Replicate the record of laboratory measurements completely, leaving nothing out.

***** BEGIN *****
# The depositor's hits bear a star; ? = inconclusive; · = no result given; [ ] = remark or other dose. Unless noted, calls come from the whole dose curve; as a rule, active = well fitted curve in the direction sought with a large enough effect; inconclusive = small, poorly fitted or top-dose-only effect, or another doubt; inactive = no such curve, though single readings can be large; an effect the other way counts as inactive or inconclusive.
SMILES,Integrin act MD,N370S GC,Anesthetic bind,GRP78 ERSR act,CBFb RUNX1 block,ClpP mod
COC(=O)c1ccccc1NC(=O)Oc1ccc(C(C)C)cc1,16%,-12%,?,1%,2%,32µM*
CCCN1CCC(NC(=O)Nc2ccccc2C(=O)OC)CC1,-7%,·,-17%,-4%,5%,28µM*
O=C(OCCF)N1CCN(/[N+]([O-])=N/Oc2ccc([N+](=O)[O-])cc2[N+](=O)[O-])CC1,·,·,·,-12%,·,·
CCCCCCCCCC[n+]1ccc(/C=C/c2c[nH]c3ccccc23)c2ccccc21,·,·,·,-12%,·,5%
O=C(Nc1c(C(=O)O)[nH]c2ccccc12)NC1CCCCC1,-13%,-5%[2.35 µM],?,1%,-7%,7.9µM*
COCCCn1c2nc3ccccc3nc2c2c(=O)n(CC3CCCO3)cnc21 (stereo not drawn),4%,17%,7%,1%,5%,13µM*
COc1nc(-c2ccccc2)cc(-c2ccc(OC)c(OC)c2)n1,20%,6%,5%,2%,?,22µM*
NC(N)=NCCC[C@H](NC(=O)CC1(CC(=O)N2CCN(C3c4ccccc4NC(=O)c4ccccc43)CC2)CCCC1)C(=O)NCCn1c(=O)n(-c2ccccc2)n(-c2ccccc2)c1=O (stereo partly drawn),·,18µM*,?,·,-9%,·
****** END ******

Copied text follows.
# The depositor's hits bear a star; ? = inconclusive; · = no result given; [ ] = remark or other dose. Unless noted, calls come from the whole dose curve; as a rule, active = well fitted curve in the direction sought with a large enough effect; inconclusive = small, poorly fitted or top-dose-only effect, or another doubt; inactive = no such curve, though single readings can be large; an effect the other way counts as inactive or inconclusive.
SMILES,Integrin act MD,N370S GC,Anesthetic bind,GRP78 ERSR act,CBFb RUNX1 block,ClpP mod
COC(=O)c1ccccc1NC(=O)Oc1ccc(C(C)C)cc1,16%,-12%,?,1%,2%,32µM*
CCCN1CCC(NC(=O)Nc2ccccc2C(=O)OC)CC1,-7%,·,-17%,-4%,5%,28µM*
O=C(OCCF)N1CCN(/[N+]([O-])=N/Oc2ccc([N+](=O)[O-])cc2[N+](=O)[O-])CC1,·,·,·,-12%,·,·
CCCCCCCCCC[n+]1ccc(/C=C/c2c[nH]c3ccccc23)c2ccccc21,·,·,·,-12%,·,5%
O=C(Nc1c(C(=O)O)[nH]c2ccccc12)NC1CCCCC1,-13%,-5%[2.35 µM],?,1%,-7%,7.9µM*
COCCCn1c2nc3ccccc3nc2c2c(=O)n(CC3CCCO3)cnc21 (stereo not drawn),4%,17%,7%,1%,5%,13µM*
COc1nc(-c2ccccc2)cc(-c2ccc(OC)c(OC)c2)n1,20%,6%,5%,2%,?,22µM*
NC(N)=NCCC[C@H](NC(=O)CC1(CC(=O)N2CCN(C3c4ccccc4NC(=O)c4ccccc43)CC2)CCCC1)C(=O)NCCn1c(=O)n(-c2ccccc2)n(-c2ccccc2)c1=O (stereo partly drawn),·,18µM*,?,·,-9%,·